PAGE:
Friday, 1 June 2018

Travels & Travails...

I have really taken to living by the seaside. I find that I dislike leaving Margate and its environs more and more, especially when the weather is good. However, one cannot insist that one's friends always do the travelling, and so, last Bank Holiday Monday, I went off to visit one of my friends in London. Fortunately I enjoy train journeys, which made the fact that I was heading in to the sweltering, stuffy city on what promised to be a beautifully sunny day with a pleasant breeze somewhat more bearable...

My latest mobile phone has a really snazzy camera. I amused myself by trying to take a few photos out of the window on a very fast-moving train...



I was particularly impressed by the shot I got as the train sped over the bridge... I anticipated seeing nothing more than blurry bridge iron-mongery...


I had a great day with my friend, though I was shocked by the amount of grime and grit on my face by the time I got home. The clean sea air was a welcome contrast.

Tuesday morning was warm, but overcast. I had arranged to visit my mother (with my car, so she could do some shopping) and, as I left Margate, it started to rain. I had heard a weather forecast predicting showers, and so I hoped it would all soon pass over. It didn't. The rain got heavier.

There had been very little traffic as I headed to the M2. Gradually, as the rain became heavier, the traffic began to build up. I dislike driving in heavy rain... there are too many people who whizz past at stupid speeds, sending up huge amounts of spray. However, this time the rain was so heavy that people were driving very slowly. There was one section of the road which had so much surface water that, driving at 15 mph, the water was being pushed up in a wave as high as the car windows... and then, just before we got to my exit, traffic ground to a complete halt. The rain was now so heavy that my windscreen looked as if I was in a car wash.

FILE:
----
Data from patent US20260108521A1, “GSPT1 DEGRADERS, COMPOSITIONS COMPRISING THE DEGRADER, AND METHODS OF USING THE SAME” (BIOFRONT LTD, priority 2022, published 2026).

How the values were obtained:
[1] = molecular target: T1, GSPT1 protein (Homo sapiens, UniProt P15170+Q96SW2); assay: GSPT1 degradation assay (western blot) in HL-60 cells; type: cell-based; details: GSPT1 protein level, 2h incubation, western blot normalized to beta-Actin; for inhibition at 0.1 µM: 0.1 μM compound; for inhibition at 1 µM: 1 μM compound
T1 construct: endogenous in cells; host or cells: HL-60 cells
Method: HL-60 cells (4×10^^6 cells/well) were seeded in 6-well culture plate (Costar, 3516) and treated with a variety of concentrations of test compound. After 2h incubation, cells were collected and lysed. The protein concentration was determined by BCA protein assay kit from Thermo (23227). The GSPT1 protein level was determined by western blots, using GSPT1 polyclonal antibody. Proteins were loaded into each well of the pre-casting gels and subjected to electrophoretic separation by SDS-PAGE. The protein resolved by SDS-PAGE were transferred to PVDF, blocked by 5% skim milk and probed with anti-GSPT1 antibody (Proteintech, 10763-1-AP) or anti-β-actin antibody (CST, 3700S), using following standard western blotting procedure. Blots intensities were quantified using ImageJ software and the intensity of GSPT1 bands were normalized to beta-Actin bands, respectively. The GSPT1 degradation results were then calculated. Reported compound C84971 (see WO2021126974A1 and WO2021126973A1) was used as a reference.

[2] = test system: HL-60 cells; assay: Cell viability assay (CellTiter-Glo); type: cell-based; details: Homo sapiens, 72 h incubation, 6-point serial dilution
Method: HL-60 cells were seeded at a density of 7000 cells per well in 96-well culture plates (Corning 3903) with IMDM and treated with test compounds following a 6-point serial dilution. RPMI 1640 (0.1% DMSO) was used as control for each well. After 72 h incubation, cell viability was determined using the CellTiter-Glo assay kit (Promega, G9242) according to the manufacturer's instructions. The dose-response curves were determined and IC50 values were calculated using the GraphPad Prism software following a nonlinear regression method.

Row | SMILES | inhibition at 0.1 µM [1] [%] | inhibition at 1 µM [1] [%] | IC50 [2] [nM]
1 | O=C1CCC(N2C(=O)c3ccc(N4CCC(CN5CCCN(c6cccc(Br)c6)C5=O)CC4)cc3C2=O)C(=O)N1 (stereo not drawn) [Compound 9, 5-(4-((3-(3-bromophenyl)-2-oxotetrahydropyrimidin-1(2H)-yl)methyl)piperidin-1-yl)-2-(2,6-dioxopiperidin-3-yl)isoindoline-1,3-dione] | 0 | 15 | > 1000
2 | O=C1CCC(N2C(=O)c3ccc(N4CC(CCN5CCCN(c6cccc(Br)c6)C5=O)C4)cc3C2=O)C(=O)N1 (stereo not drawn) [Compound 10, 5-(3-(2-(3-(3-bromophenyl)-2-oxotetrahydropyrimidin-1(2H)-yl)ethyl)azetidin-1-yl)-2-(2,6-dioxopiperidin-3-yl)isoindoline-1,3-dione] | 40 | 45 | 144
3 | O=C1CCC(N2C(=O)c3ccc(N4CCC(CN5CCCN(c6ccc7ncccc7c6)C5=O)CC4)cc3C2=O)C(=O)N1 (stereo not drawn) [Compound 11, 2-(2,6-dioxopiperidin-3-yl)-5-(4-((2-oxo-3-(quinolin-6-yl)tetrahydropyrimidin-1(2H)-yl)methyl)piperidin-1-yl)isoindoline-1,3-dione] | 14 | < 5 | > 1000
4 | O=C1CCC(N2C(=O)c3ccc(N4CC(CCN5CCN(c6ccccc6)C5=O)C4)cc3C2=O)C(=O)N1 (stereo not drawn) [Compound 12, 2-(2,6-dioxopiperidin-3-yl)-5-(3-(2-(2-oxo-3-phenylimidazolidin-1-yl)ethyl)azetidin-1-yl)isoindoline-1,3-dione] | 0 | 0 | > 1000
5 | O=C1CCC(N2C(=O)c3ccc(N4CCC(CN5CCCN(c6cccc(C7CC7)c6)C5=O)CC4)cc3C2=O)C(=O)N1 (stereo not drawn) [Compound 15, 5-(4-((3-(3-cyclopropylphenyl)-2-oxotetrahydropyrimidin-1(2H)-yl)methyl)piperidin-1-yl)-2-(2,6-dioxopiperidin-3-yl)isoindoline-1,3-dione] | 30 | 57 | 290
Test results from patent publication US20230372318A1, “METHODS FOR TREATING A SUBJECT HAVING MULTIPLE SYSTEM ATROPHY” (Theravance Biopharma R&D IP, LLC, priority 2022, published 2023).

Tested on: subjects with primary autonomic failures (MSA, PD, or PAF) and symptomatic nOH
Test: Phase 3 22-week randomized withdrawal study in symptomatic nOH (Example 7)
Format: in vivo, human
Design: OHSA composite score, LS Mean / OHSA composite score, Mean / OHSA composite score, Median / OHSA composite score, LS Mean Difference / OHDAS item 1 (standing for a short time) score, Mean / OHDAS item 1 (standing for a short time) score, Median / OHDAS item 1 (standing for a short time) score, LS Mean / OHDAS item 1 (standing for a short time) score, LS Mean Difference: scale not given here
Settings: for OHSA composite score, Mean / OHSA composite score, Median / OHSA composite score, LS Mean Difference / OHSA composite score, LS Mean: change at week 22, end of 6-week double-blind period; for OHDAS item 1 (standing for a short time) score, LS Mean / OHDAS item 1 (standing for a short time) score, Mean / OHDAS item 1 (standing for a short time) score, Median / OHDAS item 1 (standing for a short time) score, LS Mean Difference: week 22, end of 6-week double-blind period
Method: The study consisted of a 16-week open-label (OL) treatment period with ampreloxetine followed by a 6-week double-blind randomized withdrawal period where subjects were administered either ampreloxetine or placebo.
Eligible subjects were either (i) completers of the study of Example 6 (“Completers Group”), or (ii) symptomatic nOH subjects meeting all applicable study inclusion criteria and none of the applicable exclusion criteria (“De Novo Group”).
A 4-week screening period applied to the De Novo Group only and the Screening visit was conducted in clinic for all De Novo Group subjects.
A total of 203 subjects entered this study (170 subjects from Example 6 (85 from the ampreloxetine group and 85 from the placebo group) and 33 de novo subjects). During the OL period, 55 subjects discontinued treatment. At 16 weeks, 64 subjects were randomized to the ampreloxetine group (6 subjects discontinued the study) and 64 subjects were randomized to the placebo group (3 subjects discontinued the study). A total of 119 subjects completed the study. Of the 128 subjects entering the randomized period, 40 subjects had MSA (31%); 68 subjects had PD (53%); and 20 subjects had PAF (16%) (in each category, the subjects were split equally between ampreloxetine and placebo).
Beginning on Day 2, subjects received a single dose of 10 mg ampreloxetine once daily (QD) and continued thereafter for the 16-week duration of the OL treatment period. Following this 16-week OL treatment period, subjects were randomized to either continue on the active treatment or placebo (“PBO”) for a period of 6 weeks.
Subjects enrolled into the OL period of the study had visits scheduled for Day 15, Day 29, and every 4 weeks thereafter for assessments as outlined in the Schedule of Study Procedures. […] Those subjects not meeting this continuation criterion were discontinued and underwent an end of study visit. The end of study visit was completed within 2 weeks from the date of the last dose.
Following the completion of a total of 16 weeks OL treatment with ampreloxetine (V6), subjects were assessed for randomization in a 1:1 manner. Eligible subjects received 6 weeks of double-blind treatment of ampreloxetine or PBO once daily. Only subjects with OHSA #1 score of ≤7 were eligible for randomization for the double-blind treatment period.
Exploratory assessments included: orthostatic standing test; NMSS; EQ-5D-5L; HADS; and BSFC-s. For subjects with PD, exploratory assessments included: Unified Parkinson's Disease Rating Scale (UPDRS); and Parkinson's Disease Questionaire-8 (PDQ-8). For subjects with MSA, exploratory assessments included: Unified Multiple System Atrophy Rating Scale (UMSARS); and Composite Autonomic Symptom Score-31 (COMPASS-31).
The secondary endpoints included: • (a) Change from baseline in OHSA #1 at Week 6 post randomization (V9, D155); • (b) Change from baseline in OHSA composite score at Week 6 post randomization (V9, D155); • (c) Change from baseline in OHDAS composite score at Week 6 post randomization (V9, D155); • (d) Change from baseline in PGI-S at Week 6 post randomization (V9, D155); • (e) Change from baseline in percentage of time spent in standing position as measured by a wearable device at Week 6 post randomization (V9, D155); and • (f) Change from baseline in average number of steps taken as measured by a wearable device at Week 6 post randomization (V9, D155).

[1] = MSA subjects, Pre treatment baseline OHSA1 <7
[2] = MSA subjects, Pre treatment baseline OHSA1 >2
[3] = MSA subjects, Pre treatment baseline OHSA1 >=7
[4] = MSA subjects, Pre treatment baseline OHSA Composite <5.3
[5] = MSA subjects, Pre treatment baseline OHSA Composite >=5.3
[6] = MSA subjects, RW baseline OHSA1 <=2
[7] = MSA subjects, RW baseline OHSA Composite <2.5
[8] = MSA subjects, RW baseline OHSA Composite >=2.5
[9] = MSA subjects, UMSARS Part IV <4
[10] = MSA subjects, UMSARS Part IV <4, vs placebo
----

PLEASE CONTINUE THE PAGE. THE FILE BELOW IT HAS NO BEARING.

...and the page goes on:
After about an hour, we managed to crawl forward far enough for me to get to the motorway exit sliproad. A few impatient souls had actually risked using the hard shoulder to get there sooner... and, when I reached the bottom of the sliproad and saw these vehicles stationary just a short distance away, I knew that this was not going to end well. The police arrived and directed us all round back to the M2, as the A249 was completely flooded... I found myself in another traffic jam, but this time heading back towards home.

I didn't fancy driving all the way back to Margate in order to follow the coastal route, so I switched on my phone's Google Maps directions app. It started well, but then directed me off the main A roads onto a much narrower road... and then onto a road which didn't have any markings... and then onto a single-track road... surrounded by huge hedges...

I then spotted a woman in her front garden, putting something in the bin. The rain had eased up a bit, but not much, and I was beginning to lose faith in my navigational aid. I stopped to ask directions. Unfortunately, I didn't know exactly where the map was taking me, and asking how to get to Eastbourne didn't seem particularly helpful. So I asked if the track hit a main road any time soon. Which main road? Any main road. As long as it had tarmac and road markings. She assured me that the road was at the end of the track.